From the Journals

Pathology society first to call for nationwide vaccination mandate


 

The American Society for Clinical Pathology (ASCP), which represents over 100,000 pathologists and medical laboratory professionals, has called for a nationwide vaccination mandate. It is the first medical specialty society to do so, ASCP chief executive officer Blair Holladay, PhD, said in an interview.

However, the American Lung Association this week said it supports President Biden’s call for businesses to require their employees to be vaccinated. In addition, more than 50 medical societies, including ASCP, recently said they support vaccination mandates for health care workers.

In a position statement released Wednesday, ASCP recommended that every eligible American be vaccinated. “The U.S. Food and Drug Administration is soon expected to fully approve at least one COVID-19 vaccine, and when it does, we urge that vaccination requirements become the norm,” the society said.

Second, ASCP noted that at least 16 states have enacted some form of a ban on COVID-19 vaccine mandates or related requirements. These include blocking employment-based mandates, school vaccination or mask requirements, and vaccine passport requirements.

“These laws prolong the pandemic and threaten the health and safety of every American. They should be repealed or overturned immediately,” the association stated.

Third, ASCP said, it supports the guidance of the Centers for Disease Control and Prevention that masks should be worn indoors in public places in areas of substantial or high COVID-19 transmission.

“Before more people die, our elected leaders need to take serious and aggressive action to ensure that Americans get vaccinated, so we can end the pandemic, end patient and family suffering, end the fatalities, and get back to the lives we had before COVID-19,” the statement concluded.

Laboratories have to focus on COVID again

In his interview, Dr. Holladay noted that the eruption of the Delta variant across the country has again forced laboratories to focus on COVID-19 testing at the expense of necessary tests related to other diseases.

“Because 7 of 10 medical decisions depend on the laboratory, anything that interferes with that interferes with the needs of patient care, including preventive, chronic, and acute care services,” he said.

This is a major reason, he said, for ASCP to support a national vaccination mandate. “People have postponed treatment because of the inability to access medical care [for other conditions],” he noted. The same is true for preventive or diagnostic care such as biopsies for breast cancer and colonoscopies, he added.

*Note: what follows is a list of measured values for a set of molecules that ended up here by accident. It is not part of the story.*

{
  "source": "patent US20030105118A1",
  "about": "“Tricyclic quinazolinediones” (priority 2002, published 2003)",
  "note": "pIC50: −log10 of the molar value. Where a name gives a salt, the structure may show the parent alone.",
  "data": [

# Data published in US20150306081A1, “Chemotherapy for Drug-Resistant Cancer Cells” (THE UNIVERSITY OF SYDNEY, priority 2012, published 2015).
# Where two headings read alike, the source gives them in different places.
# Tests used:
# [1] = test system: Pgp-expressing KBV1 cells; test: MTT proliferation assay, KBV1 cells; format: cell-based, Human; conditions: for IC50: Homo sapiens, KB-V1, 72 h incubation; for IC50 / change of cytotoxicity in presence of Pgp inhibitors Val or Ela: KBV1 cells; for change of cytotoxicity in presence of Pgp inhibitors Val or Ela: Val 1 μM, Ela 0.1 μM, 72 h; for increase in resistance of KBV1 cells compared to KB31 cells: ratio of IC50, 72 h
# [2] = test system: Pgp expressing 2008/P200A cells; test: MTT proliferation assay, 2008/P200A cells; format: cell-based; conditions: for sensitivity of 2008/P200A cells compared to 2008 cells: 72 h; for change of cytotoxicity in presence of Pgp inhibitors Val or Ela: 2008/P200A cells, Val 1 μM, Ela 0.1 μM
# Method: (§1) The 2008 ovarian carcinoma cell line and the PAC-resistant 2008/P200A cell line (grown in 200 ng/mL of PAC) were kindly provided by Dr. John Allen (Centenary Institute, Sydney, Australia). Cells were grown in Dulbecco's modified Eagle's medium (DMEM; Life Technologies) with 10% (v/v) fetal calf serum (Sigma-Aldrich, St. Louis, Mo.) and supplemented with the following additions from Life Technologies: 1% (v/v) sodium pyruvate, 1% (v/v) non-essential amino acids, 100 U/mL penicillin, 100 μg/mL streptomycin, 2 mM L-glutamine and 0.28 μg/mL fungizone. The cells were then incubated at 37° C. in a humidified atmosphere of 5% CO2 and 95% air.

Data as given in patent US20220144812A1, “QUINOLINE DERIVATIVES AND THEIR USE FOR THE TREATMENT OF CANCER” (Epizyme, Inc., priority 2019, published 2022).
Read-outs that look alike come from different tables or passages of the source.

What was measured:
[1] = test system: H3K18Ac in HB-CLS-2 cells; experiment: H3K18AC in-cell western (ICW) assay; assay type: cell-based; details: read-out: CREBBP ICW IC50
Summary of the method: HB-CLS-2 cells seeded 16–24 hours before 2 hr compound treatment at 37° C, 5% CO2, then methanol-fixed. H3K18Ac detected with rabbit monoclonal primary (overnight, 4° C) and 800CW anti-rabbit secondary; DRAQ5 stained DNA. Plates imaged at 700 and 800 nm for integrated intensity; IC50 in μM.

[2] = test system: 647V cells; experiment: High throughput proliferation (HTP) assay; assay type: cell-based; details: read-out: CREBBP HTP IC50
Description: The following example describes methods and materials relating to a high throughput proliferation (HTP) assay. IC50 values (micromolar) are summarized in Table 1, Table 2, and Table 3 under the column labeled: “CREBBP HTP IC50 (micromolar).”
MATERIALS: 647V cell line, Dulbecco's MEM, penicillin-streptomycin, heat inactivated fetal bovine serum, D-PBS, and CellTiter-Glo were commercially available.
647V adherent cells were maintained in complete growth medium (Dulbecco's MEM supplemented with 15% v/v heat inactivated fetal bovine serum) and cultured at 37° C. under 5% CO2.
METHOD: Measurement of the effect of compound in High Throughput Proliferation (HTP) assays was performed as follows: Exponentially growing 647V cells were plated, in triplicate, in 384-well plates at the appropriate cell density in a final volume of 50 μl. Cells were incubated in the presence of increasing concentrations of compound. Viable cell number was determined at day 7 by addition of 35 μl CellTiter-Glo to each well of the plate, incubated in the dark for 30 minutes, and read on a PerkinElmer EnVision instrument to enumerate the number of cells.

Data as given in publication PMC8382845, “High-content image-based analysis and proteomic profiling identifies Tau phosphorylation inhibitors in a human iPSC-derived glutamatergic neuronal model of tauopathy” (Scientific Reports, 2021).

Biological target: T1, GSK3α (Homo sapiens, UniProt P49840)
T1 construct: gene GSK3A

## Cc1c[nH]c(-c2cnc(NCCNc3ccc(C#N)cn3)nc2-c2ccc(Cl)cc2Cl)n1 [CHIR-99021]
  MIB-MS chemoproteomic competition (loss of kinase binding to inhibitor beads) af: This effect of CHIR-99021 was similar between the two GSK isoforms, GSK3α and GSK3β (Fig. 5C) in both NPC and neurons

“In many parts of the country, the throughput of COVID tests made it difficult for us to focus on tests for other acute conditions. It overwhelmed the laboratory personnel in terms of the number of tests being run.”

Returning to the ‘dark days’

This was a significant issue in the earlier part of the pandemic, Dr. Holladay recalled. The shortage of non-COVID lab capacity eased in the spring and early summer of 2021, when COVID-19 vaccines became widely available.

“But with the Delta variant, we’re going back to those dark days and creating the same bottleneck that we saw in the beginning,” he said.

Although the situation is worse in some states than others, Dr. Holladay added, some of the hardest-hit states like Florida and Texas have very large populations.

“This is not just about doctors, nurses, pathologists, and laboratory personnel being exhausted,” commented Kimberly Sanford, MD, president of ASCP, in a press release. “Laboratory medicine is absolutely necessary for accurate and timely diagnosis of disease, infection control, and effective treatment planning. It is an essential part of the health care system and often overwhelmed by the increasing number of coronavirus tests requiring immediate analysis.

“Such testing takes time and disproportionately consumes scarce equipment and other resources. It means those with cancer and other life-threatening conditions face serious delays in diagnosis and treatment. It delays medical diagnoses, erects barriers to preventative care, and prevents us from focusing on the significant health care needs of the population at large.”

A version of this article first appeared on Medscape.com.

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